case studies,  personal bankruptcy

What happens if you file for bankruptcy but don’t complete it?

If you file for bankruptcy but don’t complete it, the Licensed Insolvency Trustee will be required to oppose your discharge from bankruptcy and will schedule a discharge hearing with the Bankruptcy Court.

You will be given notice of the discharge hearing date so you have the opportunity to attend the hearing and explain to the Court why you didn’t fulfill your obligations. The Court will issue one of the following Orders:

  1. You obtain an Absolute Discharge if the Court finds that you did nothing wrong.
  2. Your discharge is conditional upon you completing your obligations in your bankruptcy proceedings.
  3. If your conduct is especially egregious, your discharge shall be refused. If that happens, your creditors will be able to come after you again after your LIT closes your bankruptcy file.

If you don’t show up to your discharge hearing, the Court will issue a “No Order”. This means that because you failed to appear to the hearing and tell your side of the story, the Court cannot make any order.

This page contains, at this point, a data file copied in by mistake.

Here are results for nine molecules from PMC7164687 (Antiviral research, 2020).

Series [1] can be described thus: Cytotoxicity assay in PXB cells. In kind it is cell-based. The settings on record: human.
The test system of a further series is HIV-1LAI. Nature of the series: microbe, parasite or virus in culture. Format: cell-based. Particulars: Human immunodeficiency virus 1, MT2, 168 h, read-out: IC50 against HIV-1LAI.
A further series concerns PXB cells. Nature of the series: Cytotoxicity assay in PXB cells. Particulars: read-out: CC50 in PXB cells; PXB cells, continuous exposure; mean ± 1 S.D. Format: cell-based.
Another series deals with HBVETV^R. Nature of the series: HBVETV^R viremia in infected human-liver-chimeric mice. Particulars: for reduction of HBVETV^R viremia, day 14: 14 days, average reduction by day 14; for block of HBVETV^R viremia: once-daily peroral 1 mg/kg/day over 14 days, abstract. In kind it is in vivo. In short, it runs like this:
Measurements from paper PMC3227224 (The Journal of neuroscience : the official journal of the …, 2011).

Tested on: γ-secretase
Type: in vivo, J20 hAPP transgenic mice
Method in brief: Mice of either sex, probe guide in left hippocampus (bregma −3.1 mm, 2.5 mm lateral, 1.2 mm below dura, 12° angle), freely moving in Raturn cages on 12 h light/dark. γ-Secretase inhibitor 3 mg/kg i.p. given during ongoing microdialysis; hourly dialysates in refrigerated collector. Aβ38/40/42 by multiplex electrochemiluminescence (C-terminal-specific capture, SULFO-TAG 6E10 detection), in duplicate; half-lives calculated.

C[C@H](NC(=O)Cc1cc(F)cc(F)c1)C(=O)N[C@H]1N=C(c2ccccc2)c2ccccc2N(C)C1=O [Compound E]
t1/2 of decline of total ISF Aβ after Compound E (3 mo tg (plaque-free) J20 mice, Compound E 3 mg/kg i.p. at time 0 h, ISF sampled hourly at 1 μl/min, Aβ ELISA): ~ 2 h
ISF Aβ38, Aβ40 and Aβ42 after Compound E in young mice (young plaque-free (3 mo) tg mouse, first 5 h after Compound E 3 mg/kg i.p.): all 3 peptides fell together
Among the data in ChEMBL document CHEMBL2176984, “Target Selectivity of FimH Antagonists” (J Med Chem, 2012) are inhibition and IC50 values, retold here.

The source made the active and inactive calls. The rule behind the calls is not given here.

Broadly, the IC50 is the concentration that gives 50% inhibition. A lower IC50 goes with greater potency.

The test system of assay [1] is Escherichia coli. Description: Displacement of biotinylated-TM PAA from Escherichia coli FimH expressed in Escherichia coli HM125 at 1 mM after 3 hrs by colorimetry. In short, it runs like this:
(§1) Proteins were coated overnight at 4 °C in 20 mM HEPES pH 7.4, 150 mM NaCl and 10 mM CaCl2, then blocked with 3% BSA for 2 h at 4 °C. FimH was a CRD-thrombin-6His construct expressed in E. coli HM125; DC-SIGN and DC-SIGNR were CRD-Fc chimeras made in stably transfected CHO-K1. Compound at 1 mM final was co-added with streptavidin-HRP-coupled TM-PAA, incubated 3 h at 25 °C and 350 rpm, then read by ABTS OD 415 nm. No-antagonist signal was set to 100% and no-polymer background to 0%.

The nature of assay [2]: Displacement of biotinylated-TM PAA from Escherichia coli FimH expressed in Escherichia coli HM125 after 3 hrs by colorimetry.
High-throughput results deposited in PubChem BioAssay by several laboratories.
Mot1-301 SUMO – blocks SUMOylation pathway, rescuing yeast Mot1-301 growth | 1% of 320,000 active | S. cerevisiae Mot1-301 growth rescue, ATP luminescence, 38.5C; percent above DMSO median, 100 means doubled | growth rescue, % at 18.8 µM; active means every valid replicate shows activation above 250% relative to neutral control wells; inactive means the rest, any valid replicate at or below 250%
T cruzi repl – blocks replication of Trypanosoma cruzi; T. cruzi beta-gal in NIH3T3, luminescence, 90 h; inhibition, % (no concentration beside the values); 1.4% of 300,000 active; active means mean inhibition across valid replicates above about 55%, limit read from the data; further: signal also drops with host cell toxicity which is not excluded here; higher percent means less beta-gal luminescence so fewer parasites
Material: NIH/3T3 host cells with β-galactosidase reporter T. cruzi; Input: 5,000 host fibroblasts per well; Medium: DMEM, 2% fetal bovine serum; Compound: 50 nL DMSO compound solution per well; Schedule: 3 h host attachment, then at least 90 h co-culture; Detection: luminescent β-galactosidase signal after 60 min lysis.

If a “No Order” is issued, your LIT will close your bankruptcy file, after which your creditors will be able to come after you again.

It should be noted that you cannot file bankruptcy again until you’ve been discharged from your first bankruptcy. Therefore, if you don’t finish your bankruptcy and you get into financial trouble again after a few years, filing bankruptcy won’t be an option for you.

Victor is the President of Fong and Partners Inc. He is a Licensed Insolvency Trustee and Chartered Professional Accountant. With many years of experience in the insolvency field, Victor has been involved in both corporate and consumer insolvency engagements. Previously with a large national firm, Victor founded Fong and Partners Inc. so that he could dedicate his professional life to help people from all walks of life to deal with their debt.